[Haskell-cafe] Network.CGI -- practical web programming example.
Luke Palmer
lrpalmer at gmail.com
Sat Jun 27 20:26:47 EDT 2009
Your code examples are:
On Sat, Jun 27, 2009 at 6:07 PM, Edward Ing <edward.ing at gmail.com> wrote:
> saveFile n =
> do cont <- (liftM fromJust) $ getInputFPS "file"
> let f = uploadDir ++ "/" ++ basename n
> liftIO $ BS.writeFile f cont
> return $ paragraph << ("Saved as " +++ anchor ! [href f] << f +++
> ".")
Vs.
> saveFile n =
> do cont <- getInputFPS "file"
> let f = uploadDir ++ "/" ++ basename n
> liftIO $ BS.writeFile f (fromJust cont)
> return $ paragraph << ("Saved as " +++ anchor ! [href f] << f +++
> ".")
>
Consider the line x <- y in a do expression. If y has type M a for some
monad M, then x has type a.
So, let's say you have a value f :: Maybe Int, and you want to return the
Int's stringification if it exists. We can write this in these two ways:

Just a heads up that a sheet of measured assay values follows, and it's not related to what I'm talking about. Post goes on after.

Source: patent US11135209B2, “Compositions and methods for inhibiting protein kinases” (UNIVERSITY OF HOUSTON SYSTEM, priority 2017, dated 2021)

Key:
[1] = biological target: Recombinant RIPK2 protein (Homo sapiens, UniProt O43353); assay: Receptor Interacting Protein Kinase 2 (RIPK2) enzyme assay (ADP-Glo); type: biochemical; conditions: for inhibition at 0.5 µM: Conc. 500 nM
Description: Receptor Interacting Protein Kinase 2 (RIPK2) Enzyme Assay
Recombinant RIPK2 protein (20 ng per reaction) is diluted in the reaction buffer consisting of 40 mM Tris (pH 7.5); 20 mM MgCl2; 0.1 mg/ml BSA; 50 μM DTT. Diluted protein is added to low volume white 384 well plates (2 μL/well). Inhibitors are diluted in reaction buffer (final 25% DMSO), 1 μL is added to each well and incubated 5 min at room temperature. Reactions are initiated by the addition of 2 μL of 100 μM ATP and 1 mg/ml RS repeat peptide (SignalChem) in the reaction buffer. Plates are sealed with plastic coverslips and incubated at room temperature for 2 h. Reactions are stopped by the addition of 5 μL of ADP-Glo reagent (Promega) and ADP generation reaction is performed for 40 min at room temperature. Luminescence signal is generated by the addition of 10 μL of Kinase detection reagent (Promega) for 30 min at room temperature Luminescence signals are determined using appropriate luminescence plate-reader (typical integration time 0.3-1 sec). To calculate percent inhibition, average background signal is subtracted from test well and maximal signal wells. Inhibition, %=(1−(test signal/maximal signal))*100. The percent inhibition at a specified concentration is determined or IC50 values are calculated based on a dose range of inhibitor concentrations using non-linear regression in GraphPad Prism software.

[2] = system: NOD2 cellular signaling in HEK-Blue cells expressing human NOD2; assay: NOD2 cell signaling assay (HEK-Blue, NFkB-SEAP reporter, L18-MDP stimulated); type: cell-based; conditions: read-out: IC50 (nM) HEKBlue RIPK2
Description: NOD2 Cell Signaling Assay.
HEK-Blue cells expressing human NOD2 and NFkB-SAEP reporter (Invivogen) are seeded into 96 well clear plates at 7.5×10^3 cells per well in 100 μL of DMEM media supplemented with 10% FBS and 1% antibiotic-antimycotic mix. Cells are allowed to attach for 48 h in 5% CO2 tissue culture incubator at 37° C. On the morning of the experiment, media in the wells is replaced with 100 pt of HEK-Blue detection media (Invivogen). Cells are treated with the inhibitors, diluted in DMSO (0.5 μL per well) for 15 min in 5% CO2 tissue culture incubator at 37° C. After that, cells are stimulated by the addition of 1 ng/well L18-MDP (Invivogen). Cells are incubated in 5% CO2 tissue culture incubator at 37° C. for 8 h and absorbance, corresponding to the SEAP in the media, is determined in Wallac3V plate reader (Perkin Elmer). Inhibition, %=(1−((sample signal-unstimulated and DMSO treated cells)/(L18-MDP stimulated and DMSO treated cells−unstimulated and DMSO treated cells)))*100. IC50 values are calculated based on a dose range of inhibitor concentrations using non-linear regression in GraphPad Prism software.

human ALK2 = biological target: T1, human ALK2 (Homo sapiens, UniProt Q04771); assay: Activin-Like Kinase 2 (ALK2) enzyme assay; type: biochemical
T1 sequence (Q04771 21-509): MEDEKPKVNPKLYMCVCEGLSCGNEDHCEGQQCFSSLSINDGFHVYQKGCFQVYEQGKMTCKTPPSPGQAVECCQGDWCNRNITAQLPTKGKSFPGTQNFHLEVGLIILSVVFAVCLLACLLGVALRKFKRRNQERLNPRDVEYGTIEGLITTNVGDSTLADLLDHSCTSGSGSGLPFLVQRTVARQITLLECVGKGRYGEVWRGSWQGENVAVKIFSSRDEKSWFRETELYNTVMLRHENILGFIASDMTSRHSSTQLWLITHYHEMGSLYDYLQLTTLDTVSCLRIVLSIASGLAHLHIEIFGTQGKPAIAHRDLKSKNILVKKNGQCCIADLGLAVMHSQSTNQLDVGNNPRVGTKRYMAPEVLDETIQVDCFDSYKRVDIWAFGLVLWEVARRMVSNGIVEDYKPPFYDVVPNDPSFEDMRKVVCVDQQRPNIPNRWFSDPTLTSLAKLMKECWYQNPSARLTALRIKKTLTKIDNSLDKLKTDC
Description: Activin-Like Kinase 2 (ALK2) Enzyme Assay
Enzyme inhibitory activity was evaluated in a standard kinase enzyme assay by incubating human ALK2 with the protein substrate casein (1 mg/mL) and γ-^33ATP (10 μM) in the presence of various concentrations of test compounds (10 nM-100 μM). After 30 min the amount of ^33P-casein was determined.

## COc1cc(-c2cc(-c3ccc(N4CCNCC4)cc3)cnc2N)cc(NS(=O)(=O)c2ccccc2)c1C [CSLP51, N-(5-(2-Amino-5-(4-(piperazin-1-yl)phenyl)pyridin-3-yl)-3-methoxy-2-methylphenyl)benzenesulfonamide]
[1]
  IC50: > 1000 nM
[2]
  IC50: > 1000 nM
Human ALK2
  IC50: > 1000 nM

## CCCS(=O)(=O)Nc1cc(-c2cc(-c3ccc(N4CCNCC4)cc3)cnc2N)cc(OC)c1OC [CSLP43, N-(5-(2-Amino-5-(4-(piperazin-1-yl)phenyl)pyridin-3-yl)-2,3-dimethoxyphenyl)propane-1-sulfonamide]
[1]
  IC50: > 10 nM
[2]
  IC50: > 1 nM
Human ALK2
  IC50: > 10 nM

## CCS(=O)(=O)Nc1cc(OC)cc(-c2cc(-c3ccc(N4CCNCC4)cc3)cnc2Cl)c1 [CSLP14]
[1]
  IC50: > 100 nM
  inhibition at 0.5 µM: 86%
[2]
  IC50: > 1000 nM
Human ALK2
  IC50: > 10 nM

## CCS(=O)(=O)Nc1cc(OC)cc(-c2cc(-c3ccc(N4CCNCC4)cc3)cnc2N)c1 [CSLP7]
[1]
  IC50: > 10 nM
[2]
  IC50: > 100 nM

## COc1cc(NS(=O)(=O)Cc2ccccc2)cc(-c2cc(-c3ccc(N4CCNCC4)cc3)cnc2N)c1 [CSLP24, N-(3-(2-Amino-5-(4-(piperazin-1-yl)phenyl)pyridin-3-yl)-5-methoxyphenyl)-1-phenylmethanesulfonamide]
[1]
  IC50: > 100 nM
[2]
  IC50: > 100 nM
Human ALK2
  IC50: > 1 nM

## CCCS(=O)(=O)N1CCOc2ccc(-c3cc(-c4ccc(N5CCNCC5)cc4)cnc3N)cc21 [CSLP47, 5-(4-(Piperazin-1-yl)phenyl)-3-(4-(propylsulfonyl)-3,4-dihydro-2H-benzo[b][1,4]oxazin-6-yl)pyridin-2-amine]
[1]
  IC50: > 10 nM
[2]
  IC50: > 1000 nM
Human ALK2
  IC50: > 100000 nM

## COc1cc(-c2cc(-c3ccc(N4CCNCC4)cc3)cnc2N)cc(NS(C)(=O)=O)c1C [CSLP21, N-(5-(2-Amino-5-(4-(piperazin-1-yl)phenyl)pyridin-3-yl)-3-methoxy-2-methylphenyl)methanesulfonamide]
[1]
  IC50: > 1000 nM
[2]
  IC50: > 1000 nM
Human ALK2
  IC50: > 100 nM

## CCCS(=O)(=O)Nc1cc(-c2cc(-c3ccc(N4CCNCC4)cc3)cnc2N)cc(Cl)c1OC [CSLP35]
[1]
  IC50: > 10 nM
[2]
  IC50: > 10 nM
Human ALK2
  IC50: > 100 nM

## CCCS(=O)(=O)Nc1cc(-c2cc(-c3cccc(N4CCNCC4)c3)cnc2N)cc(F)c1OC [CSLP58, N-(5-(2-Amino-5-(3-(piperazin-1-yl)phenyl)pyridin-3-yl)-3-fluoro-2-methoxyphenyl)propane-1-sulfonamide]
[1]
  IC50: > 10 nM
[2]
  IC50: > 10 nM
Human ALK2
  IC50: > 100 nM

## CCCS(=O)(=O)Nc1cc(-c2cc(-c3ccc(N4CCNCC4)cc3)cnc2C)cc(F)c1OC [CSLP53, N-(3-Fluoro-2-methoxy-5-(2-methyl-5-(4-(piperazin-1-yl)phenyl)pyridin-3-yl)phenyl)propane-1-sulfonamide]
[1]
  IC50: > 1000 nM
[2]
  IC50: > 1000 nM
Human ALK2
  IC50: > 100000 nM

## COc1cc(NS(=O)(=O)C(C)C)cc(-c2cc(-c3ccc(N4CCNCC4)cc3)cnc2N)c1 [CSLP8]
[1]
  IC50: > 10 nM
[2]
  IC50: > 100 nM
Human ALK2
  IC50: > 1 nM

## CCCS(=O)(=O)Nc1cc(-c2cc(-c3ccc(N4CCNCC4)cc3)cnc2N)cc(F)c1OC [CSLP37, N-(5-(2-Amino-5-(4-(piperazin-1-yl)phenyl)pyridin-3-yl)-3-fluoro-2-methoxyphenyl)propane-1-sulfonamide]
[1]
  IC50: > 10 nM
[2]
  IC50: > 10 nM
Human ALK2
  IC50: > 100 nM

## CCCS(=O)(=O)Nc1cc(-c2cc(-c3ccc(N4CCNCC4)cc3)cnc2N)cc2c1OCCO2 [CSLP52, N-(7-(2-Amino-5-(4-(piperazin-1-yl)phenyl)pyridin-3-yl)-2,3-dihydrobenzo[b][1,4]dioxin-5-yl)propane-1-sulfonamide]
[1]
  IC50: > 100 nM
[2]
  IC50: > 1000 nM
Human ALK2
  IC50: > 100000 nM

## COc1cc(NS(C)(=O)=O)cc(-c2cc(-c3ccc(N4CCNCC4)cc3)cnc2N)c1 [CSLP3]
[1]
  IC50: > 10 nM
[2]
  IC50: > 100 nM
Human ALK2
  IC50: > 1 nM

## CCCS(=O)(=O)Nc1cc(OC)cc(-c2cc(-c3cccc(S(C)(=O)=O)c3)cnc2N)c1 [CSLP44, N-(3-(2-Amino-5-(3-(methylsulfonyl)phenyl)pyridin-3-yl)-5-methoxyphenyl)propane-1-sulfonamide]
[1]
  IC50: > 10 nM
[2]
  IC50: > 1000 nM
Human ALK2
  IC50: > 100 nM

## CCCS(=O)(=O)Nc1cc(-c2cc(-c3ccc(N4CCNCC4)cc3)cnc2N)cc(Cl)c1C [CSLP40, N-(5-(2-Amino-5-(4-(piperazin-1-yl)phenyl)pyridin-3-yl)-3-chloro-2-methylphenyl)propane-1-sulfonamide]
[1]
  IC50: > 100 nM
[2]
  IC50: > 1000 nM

do x <- f
return (show x)
do x <- liftM show f
return x
liftM :: (a -> b) -> (M a -> M b) for any monad M. That means if you want
to apply a function to a value which is currently wrapped in a monad
constructor, you need to "lift" it in. liftM takes a function on ordinary
values to a function on wrapped values. But *after* you bind, you don't
need to lift anymore.
Which of the two above styles to choose is a matter of style, and, in my
code at least, varies from situation to situation.
That said, you can write both of these snippets as "fmap show f" or "show
<$> f" (where (<$>) is from Control.Applicative), which is how it would be
done in practice.
Does that make sense?
Luke
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